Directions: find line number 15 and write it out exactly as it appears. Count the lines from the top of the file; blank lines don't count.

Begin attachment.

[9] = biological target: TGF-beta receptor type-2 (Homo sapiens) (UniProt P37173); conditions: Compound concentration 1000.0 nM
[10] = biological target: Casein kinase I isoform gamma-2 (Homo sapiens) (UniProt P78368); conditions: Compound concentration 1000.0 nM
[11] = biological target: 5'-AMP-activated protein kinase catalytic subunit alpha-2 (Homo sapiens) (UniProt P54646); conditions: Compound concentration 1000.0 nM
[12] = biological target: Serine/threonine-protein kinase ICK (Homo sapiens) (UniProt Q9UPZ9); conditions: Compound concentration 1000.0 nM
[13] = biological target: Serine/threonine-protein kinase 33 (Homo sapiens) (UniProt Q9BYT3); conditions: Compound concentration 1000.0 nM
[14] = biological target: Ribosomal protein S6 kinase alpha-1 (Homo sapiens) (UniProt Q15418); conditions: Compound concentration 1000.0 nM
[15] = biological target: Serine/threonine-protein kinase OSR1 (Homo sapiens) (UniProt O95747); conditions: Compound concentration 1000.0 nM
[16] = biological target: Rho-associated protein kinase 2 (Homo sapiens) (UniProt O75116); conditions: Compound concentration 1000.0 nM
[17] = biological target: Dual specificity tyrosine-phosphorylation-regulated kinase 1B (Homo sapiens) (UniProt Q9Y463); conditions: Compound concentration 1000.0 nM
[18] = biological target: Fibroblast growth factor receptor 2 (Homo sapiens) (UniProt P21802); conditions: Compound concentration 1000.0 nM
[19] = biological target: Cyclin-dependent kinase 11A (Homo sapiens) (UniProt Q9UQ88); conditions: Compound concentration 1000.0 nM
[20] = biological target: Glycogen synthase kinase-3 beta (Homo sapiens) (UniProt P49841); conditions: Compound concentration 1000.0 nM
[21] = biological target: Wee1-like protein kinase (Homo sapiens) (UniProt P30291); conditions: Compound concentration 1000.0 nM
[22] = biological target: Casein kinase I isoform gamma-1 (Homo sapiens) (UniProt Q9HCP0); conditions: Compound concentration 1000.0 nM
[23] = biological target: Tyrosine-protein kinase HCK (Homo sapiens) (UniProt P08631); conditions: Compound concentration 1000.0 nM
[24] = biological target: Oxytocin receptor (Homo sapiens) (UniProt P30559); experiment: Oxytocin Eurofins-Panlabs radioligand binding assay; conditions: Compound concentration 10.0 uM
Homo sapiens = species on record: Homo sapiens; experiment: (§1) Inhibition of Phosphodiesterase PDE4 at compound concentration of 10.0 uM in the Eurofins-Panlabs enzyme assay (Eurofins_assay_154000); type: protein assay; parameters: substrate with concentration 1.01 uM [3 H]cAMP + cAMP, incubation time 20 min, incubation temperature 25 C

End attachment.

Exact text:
[23] = biological target: Tyrosine-protein kinase HCK (Homo sapiens) (UniProt P08631); conditions: Compound concentration 1000.0 nM